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Spammy Christmas

I'm not sending Christmas cards this year. I'm sending spam! Isn't that better than a one-size-fits-all Christmas letter or a family photo in which we all wear matching sweaters including the cats and dog! I awoke this morning to find three pages of returned mail in my inbox of people whose mail programs rejected the spam hijacked in my name for Viagra sales. Plenty more people got the email.

One of the first things I do each day is check my email, cheerfully hoping for a few personal emails in my inbox. I got some personal emails, all right, from people telling me that I’d been the victim of a spammer who had hijacked my address book to contact EVERYONE on it with a link to Viagra sales.

I checked the returned mail, and the faux address on each link was different. Many sounded harmless, such as “How to remove pet stains,” which is exactly the sort of link I would send. Others were a bit racier, including the word jerk or similar, and these weren’t recipes for jerk chicken. No matter what the link said, apparently they were all for Viagra sales.

On the bright side, I heard from people I hadn’t heard from in years, which was delightful. I emailed as many people as I could to warn them not to open the link. I realized that there were many people in my address book I didn’t even realize were there, such as people who were on other people’s mailing lists who emailed me. There were city councilmen, customer service addresses, people I freelanced for (now I look super duper professional sending out that spam crap, eh?)

Anyway, I hope I didn’t do any damage. I’m grateful for everyone’s understanding, and I’m even fortunate to have touched base with some old friends! Merry Christmas, Happy Hanukkah and Happy New Year.

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Constantin Films Claims Copyright Violations on Hitler Film “Downfall”

Enjoy these parodies while you can.  There are more than 145 of them.  Take the poll.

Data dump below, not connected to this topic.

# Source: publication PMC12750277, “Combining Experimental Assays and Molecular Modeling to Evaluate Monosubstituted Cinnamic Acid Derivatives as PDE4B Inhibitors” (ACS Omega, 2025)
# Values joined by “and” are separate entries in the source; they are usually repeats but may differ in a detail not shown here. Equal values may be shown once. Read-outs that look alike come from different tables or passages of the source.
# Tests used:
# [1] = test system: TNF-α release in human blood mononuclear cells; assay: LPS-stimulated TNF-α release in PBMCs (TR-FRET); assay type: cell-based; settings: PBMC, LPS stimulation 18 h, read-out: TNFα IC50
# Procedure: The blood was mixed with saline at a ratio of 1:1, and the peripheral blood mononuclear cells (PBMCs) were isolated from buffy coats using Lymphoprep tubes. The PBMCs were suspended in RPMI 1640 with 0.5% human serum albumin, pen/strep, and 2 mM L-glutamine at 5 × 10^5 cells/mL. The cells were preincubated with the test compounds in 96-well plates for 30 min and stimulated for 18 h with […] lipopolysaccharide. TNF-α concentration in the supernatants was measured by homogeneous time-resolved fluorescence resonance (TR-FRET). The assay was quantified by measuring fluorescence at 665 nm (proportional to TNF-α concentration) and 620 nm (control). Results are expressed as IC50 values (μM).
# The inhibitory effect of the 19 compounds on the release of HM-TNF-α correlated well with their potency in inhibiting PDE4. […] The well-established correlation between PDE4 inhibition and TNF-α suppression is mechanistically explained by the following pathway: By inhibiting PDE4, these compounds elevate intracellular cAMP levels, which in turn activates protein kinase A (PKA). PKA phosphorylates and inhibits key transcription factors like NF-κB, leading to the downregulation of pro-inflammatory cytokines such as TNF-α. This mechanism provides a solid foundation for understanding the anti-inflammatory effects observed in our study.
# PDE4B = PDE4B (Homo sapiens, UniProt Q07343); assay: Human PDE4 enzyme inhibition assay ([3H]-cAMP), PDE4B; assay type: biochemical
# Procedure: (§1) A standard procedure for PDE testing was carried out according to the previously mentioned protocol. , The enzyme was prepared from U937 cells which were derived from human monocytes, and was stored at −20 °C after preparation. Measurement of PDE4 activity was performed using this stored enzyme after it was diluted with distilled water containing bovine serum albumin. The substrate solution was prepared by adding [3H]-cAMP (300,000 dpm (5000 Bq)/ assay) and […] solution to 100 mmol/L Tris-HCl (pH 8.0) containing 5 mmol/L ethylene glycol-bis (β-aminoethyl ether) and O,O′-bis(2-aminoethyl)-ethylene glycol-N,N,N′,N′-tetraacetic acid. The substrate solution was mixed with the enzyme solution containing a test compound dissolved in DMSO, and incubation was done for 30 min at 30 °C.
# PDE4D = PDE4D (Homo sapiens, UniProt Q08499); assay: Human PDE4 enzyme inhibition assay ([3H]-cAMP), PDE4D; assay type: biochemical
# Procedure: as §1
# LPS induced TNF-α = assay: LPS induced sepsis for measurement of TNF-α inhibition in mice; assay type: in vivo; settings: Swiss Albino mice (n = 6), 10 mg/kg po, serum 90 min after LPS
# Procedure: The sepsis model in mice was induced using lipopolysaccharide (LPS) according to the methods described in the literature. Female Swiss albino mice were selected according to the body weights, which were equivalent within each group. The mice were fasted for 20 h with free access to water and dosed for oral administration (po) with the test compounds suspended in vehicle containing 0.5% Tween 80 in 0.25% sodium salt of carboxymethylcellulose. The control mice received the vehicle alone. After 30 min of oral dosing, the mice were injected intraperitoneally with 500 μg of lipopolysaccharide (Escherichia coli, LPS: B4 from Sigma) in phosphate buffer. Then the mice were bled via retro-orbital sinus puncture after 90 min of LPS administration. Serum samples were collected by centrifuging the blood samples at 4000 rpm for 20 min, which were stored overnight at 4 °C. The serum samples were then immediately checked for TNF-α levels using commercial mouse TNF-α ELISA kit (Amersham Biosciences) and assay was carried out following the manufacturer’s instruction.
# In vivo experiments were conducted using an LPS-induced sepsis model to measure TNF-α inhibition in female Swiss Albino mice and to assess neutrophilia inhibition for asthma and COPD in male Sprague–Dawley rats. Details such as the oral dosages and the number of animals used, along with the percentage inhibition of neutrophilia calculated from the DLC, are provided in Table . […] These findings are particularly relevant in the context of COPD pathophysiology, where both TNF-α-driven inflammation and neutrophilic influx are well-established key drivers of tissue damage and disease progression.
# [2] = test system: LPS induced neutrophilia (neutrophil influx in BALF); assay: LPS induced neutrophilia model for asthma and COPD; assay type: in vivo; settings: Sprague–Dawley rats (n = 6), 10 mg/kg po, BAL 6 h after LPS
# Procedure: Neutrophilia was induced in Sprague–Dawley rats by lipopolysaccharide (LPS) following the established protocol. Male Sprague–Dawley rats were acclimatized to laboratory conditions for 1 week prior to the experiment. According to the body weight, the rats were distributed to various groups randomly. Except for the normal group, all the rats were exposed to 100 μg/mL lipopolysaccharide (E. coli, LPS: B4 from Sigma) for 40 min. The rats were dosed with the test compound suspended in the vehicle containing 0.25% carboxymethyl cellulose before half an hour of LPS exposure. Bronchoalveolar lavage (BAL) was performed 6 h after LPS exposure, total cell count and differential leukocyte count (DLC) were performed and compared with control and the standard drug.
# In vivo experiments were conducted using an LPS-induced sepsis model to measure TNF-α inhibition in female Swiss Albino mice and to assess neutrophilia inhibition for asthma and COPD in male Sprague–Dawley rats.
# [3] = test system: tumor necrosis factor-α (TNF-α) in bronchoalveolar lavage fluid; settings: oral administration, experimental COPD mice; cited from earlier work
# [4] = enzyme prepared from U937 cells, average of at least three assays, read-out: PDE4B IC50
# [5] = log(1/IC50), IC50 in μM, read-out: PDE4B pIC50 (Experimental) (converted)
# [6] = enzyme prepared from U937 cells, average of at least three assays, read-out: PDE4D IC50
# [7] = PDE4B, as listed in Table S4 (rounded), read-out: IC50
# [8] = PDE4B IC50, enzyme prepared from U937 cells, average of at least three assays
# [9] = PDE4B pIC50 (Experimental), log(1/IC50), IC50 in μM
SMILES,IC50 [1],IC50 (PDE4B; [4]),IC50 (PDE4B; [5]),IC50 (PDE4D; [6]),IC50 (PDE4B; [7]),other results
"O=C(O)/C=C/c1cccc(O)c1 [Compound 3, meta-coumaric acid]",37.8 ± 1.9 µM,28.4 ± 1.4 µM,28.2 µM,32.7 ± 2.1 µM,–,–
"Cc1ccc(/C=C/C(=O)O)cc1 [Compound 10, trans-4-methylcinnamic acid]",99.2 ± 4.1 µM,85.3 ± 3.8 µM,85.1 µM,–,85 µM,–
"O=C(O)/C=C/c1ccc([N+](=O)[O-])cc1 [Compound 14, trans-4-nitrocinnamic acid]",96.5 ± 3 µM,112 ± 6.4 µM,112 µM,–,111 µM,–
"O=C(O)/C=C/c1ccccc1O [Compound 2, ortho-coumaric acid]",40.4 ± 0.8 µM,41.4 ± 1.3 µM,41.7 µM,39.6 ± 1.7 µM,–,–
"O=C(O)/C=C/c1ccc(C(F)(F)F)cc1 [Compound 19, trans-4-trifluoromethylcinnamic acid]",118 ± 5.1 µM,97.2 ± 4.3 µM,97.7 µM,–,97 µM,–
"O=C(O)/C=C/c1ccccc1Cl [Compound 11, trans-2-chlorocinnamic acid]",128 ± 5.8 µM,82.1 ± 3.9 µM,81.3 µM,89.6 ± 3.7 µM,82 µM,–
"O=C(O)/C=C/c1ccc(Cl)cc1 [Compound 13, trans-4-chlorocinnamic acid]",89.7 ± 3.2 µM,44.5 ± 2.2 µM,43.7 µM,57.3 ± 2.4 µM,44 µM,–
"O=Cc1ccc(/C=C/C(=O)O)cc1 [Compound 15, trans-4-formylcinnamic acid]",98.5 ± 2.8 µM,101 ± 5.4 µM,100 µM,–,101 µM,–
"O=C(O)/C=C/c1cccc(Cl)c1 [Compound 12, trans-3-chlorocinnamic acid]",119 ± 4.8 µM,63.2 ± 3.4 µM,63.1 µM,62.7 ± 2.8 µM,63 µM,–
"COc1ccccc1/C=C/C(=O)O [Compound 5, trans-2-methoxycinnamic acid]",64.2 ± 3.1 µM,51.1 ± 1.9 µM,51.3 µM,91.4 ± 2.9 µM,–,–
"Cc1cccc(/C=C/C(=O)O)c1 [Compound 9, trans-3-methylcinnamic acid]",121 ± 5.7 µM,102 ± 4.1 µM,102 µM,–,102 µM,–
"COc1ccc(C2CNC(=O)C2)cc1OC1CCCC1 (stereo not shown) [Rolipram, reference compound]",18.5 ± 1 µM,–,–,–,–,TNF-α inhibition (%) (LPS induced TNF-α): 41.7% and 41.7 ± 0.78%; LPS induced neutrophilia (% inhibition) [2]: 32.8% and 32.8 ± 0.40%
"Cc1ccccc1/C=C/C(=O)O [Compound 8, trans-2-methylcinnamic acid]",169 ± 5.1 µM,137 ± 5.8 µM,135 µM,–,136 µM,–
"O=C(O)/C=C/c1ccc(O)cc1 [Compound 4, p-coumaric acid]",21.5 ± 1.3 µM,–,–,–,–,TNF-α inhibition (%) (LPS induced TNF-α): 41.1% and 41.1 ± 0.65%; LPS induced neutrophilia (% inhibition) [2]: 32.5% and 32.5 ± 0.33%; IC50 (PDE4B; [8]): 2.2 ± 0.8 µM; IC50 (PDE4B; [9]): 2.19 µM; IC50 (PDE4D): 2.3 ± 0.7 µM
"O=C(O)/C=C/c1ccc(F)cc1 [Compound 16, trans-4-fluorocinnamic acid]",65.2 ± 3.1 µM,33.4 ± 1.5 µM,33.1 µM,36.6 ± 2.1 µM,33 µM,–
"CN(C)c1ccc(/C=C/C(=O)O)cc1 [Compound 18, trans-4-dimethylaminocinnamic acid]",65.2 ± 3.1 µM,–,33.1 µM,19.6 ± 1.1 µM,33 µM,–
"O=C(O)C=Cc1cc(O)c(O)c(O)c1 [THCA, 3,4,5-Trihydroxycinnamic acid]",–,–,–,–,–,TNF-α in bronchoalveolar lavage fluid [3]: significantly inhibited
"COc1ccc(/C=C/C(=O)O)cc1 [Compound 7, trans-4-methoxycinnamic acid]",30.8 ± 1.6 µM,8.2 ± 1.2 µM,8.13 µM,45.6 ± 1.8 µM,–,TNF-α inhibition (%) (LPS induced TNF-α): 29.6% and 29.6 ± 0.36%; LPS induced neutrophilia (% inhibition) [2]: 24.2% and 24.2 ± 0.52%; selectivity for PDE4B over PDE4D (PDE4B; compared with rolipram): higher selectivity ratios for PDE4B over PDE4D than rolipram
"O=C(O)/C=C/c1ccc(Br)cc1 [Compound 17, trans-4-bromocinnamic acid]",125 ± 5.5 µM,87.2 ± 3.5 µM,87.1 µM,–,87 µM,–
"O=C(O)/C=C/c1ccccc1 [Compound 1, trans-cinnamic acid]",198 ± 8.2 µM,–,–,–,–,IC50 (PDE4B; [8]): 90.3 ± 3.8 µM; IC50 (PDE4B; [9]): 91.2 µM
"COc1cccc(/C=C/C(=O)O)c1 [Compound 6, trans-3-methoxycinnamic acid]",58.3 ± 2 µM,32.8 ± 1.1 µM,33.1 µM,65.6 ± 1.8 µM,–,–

Constantin Films claims copyright violations on Hitler film “Downfall.”

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Farmville on Facebook

farmville

A cousin's virtual farm.

I signed up for Facebook a few years ago to see what my children were doing at college.  Yes, that sounds like spying…. Instant Messenger, MySpace, Facebook.  They signed up, I signed up.  (They weren’t sneaky enough to keep it a secret.) As soon as they moved on — it took me a while to catch on — I trailed after. (The latest is LinkedIn.) I wanted to reassure myself that my children were still alive, since they weren’t big on calling home or answering their cell phones, which never seemed to be charged — or so they said.   When my daughter was very sick with mononucleosis, I saw it first on her status update. She had dragged herself to her computer, typed in that she had never been more sick in her life, and then collapsed.

Both children are graduated now, and although my anxiety is no less, I have found that I’ve been sucked into some of these sites without giving much thought to my children’s online activities. (They seldom post anyway…)  A recent Time Magazine article reported that Facebook  isn’t even for young people anymore, even though it was started for college students.  Too many parents have invaded it.  Middle-agers are the ones who seem to use Facebook the most.  I’ve re-connected with far-flung relatives and friends.